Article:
We love being part of a community farm and connecting you all with our community food supply! You all are the reason we do what we do and we are so grateful for your support. We got a lot of great feedback from the survey and wanted to share with you some of what we heard and in some cases respond to the feedback.
Supporting the Farm
This was the number one reason that most people said they came to the farm, with 95% of respondents saying it was a reason to come to Simple Gifts. Wow! Thank you all for your support!
Questions about what items are limited vs. fill-your-bag vs. not in the share
We had some people say that they felt disappointed that “premium” vegetables were not included in the share or were always limited, so we thought we would explain why we included or didn’t include certain items. Salad greens are always limited to one bag per share, because they are so labor-intensive to harvest, wash and pack. The first few weeks of picking a new crop are usually limited until that crop comes in more fully. Things that we don’t harvest enough of so that everyone can get one are another category. And then crops that we buy from other farms at a premium are also sometimes limited or not a part of the share. All of this is to try to keep the price of the share affordable; at $31 a week for the 2019 season, the share is an incredible value, especially if you include even occasional use of the Pick-Your-Own Garden. The Fill-your-bag share gives you a great deal of flexibility, but if you want even more ability to pick and choose, we suggest the new Market Share that gives you complete control over what you get, and the 20% discount at the highest level of Market Share is comparable to that in the share.
We have been following, just as many of you do, the ongoing revelations about how damaging plastic is to our environment and health, and how the recent collapse of the plastic recycling market has brought that concern to the core. We thought we would share email responses that we sent to people this year about the plastic packaging at the farm.
About the milk in plastic bottles:
Thanks for your input and your passion around this issue. I hope you will appreciate as I describe below that we are not completely in control of our milk options.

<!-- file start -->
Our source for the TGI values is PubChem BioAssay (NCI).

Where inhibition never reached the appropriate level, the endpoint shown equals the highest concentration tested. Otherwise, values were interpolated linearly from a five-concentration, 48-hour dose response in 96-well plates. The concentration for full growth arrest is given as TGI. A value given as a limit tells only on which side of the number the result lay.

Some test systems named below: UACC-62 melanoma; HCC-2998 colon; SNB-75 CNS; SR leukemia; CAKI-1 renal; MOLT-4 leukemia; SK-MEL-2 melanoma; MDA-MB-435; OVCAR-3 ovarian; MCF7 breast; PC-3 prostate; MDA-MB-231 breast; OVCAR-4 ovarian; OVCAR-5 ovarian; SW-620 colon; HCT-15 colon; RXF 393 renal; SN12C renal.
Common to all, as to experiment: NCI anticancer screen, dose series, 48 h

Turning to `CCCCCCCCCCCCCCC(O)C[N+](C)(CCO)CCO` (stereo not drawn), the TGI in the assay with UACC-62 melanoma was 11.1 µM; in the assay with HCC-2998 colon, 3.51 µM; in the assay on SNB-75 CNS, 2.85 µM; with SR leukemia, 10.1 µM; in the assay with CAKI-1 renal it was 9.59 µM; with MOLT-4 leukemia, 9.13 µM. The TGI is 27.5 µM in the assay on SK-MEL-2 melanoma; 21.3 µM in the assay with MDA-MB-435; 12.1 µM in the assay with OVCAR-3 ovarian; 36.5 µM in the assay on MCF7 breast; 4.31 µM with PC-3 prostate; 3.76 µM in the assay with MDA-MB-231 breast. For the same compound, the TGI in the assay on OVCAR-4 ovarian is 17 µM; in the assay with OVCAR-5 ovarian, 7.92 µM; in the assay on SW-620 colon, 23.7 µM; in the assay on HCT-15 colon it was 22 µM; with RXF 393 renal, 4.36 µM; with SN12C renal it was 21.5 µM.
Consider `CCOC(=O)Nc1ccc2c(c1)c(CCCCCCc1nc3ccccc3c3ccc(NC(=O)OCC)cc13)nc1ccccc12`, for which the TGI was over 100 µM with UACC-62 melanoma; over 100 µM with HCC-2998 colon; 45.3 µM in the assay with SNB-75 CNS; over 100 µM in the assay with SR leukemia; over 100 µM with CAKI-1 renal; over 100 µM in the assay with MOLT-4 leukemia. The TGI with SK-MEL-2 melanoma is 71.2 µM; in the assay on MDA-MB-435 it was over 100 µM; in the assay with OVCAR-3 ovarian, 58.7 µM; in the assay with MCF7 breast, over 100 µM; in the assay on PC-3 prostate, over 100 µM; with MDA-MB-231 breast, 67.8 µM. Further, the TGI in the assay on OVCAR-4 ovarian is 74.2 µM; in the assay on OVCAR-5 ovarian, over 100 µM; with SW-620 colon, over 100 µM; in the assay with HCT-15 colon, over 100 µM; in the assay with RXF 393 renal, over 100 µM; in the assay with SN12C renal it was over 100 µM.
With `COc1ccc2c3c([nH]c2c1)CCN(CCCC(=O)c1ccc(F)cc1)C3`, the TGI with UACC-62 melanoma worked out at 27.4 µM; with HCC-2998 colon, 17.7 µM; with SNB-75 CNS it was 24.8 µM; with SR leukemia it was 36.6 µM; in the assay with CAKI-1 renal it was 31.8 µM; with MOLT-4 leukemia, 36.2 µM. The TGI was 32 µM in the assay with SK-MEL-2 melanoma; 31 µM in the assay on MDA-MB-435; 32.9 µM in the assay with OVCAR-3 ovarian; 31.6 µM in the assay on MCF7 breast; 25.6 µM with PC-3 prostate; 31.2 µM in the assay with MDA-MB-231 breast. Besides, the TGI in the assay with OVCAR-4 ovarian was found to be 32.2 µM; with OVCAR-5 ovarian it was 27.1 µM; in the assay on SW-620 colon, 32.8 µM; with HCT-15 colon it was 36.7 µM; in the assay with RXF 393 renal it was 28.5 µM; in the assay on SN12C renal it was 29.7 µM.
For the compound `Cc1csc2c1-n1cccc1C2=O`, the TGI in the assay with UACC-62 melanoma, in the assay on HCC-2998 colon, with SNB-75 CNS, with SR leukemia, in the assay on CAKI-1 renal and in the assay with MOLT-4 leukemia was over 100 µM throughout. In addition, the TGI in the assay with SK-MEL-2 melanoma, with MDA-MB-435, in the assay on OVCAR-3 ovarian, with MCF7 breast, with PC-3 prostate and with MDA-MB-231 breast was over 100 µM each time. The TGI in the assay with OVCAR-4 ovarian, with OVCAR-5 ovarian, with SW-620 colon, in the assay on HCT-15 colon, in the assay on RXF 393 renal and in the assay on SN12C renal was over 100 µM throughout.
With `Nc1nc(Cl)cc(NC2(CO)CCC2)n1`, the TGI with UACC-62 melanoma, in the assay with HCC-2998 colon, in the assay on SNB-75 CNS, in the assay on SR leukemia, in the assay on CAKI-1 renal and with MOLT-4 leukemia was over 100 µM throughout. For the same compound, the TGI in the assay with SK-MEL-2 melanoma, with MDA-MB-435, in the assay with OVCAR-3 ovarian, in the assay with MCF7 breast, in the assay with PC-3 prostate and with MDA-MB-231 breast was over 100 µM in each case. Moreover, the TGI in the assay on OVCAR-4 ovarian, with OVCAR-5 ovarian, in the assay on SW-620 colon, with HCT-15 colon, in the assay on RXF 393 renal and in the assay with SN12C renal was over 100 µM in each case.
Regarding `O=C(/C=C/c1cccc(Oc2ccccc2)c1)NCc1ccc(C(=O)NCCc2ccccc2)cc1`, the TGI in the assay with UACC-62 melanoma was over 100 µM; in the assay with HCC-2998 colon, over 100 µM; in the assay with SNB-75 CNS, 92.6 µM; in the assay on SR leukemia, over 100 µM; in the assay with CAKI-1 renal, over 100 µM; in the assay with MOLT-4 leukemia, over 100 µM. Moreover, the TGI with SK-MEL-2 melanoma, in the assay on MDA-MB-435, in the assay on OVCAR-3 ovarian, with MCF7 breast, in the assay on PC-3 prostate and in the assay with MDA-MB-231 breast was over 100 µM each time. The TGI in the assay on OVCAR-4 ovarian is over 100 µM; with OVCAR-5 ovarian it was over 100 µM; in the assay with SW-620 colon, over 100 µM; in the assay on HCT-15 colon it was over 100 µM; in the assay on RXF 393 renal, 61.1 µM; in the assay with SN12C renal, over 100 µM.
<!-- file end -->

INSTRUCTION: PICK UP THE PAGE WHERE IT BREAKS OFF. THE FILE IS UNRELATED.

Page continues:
We stopped carrying the glass-bottled milk from Ronnybrook Farm due to problems with the local distributor. We were repeatedly shipped milk that was close to the expration date and that went bad before we could sell it. In addition, the distributor did not deliver on a consistent schedule, and was not able to return the glass bottles to the dairy, which negates one of the positive aspects of glass bottles. The product was good, and we felt good about supporting the farm, but the issues with distribution were leading to an unworkable situation. We were excited to find the Bostrom Farm milk we are currently carrying because the milk is from a certified organic and 100% grassfed farm. Grassfed milk production has the potential to be a carbon-sequestering activity, due to the actively growing grass cover and the lack of tillage in the system. Grassfed milk also has been demonstrated to be a much healthier product. On all fronts, the milk from Bostrom Farm is closer aligned to what we believe in, with the exception of the plastic packaging. It is against the law to sell raw milk anywher but directly from the farm, so we are unable to carry Maple Valley milk in our store. In addition, Maple valley cows are raised in confinement, and fed conventional feed, a system that has a large carbon footprint, and results in a less healthy product.
There are several axes on which to measure which milk is in line with our values: organic vs. conventional, grassfed vs. confinement, glass vs. plastic packaging, and we also need to balance issues of distribution and logisitics. I will pass your comments on to Bostrom Farm and see if they would consider switching to glass bottles. I don’t know if that is a service their bottler offiers, but it doesn’t hurt to ask.
About the plastic bags for salad mix:
The concern that we have about shrinkage of the salad greens, which are our most labor-intensive and therefore expensive crop to produce, is a very real one and not a “line” or an “excuse.” We are in a very different situation than we were a few years ago when CSA members came over a short period of time and picked up greens before they had time to wilt. We are also in a very different situation than River Valley Coop, which goes through a quantity of produce at least an order of magnitude larger than we do, and has 4-5 staff on in the produce department at any time where we have one staff person at a time for our whole store. The size of their display area also is categorically different than ours, so the idea of having separate displays of both bagged and unbagged greens is unfeasible for us.
The solution that I hope to implement is to find a source of cellophane or other bio-based bags. Cellophane is made from wood fiber and is both compostable and renewable. There are also corn-starch-based bags available. We will be researching which type of bag is most sustainable and implementing the new solution by January. Unfortunately, the last time we ordered bags, we got close to a year’s supply (the place where we get them has large minimum orders), and it seems to me that there is no advantage in sustainability terms to throwing the bags out before filling them with greens and getting a use and possibly a few reuses out of them first.